Does the US military have an obligation to develop weapons systems with AI capabilities? That’s a question that Prof Robert J. Marks tackles in The Case for Killer Robots: Why America’s Military Needs to Continue Development of Lethal AI.
It’s a nice little book that makes for a fascinating read. You can already download a free, digital copy, but all conference attendees will receive a physical copy of the book. Most importantly, Prof Marks will deliver a keynote during Algorithm Conference, so you’ll have an opportunity to interact with him in person if you stick around for his talk and his discussion panel apperance.
Robert J. Marks is the Director of the Walter Bradley Center for Natural and Artificial Intelligence; a Distinguished Professor of Electrical and Computer Engineering, Baylor; and a Fellow of both IEEE and the Optical Society of America. Marks served as editor-in-chief for the IEEE Transactions on Neural Networks.
His research has been supported/funded by the Army Research Lab, the Office of Naval Research, the Naval Surface Warfare Center, the Army Research Office, NASA, JPL, NIH, NSF, Raytheon, and Boeing. And he has consulted for Microsoft and DARPA.
He is co-author of Neural Smithing: Supervised Learning in Feedforward Artificial Neural Networks, Introduction to Evolutionary Informatics, and the author of The Case for Killer Robots: Why America’s Military Needs to Continue Development of Lethal AI. His keynote will touch on this subject of the military and lethal AI.
No matter how fast computers compute, the Church-Turing thesis dictates certain AI limitations of yesterday and today will apply tomorrow. This includes quantum computing. Alan Turing showed there existed problems unsolvable by computers because the problems were nonalgorithmic.
Sentience, creativity and understanding are human properties that appear to be nonalgorithmic. The sentient property of qualia is possibly the most obvious example of uncomputability.
The inability of computers to understand is nicely explained through the allegory of Searle’s Chinese Room. And for AI to be creative, it must pass the Lovelace test proposed by Selmer Bringsjord. No AI has yet passed the Lovelace test.
With an understanding of the limitations of AI, we can soberly address use of AI in potentially lethal applications like autonomous military weapons.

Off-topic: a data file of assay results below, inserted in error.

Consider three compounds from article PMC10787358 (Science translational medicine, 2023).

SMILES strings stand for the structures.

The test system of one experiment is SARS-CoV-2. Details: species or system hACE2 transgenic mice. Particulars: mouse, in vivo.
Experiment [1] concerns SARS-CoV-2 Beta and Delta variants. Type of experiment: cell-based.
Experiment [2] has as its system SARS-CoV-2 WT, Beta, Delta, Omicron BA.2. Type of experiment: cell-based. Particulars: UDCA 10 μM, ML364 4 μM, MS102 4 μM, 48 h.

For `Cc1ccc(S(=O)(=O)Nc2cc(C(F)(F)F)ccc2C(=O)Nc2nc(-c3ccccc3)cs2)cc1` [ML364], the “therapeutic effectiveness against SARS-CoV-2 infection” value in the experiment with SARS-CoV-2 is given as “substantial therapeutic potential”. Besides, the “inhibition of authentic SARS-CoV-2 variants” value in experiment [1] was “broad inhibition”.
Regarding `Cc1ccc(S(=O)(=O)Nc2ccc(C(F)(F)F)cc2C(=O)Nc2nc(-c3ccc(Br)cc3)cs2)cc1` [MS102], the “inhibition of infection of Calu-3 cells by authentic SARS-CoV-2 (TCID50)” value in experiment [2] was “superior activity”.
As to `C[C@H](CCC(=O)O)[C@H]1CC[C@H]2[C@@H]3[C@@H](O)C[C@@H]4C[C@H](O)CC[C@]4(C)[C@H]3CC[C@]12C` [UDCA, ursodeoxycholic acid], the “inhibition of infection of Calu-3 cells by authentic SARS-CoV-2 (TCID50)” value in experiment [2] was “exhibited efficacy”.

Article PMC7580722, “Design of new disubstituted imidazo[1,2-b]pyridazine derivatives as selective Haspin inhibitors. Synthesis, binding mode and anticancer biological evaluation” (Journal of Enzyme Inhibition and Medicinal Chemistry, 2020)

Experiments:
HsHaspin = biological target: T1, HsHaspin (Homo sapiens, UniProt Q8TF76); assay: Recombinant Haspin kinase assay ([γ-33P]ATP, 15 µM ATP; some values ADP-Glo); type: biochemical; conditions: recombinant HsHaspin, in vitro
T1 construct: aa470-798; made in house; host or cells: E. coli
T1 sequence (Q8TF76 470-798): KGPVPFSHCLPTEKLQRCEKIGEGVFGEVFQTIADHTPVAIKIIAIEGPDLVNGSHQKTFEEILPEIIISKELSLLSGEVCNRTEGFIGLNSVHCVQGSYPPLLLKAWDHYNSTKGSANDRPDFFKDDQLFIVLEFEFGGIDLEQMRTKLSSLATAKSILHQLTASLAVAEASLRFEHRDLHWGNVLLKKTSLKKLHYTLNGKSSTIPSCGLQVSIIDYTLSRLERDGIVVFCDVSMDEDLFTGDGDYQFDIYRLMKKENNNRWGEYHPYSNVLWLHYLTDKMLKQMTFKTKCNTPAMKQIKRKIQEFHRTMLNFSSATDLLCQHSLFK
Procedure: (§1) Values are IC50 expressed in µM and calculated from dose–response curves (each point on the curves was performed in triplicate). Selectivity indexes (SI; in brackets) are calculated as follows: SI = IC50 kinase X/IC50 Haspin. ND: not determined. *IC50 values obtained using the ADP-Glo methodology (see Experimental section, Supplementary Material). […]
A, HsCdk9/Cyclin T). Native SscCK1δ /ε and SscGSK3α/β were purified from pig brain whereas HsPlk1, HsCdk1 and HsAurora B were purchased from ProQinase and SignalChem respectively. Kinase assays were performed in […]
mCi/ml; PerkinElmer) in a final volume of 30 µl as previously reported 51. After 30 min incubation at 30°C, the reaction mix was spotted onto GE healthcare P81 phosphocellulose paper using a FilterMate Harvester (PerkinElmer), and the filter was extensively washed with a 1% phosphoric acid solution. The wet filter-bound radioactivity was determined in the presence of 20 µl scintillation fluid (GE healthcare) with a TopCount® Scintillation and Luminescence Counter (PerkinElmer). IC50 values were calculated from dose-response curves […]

In a previous assignment, Michael Kanaan was the first Chairperson of Artificial Intelligence, HQ U.S. Air Force, where he authored and guided the research, development, and implementation strategies for AI technology and machine learning activities across its global operations. Prior to that, he was the Enterprise Lead for Artificial Intelligence, HQ U.S. Air Force ISR & Cyber Effects Operations. He’s now the Director of Operations, U.S. Air Force/MIT Artificial Intelligence.
In recognition of his fast-rising career and broad influence, he was named to the Forbes “30 Under 30” List and has received numerous other awards and prestigious honors — including the US Government’s Arthur S. Flemming Award.
His highly anticipated book, T-Minus AI: Humanity’s Countdown to Artificial Intelligence and the New Pursuit of Global Power, is due this August.
As an extra, the speakers listed above, plus a couple more yet to be announced, will participate in a discussion panel titled Is lethal AI for the military unavoidable? Regardless of where you stand on this matter, you’ll want to hang around for this discussion panel.
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Due to the raging covid-19 pandemic, Algorithm Conference has been postponed until further notice. With two vaccines already approved and a couple more expected to be approved early 2021, many experts believe that we should begin getting back to normal by Summer, assuming the vaccination programs go as planned.
So tentatively, we should be able to host an in-person conference by Fall 2021. The good news is, people want to get together like during the pre-pandemic days, so we’re sure that when the conference eventually takes place, it will be a resounding success.
All things being equal, we’ll announce a new date by March 2021. Ticket sale is still ongoing, so you may buy your tickets very early now.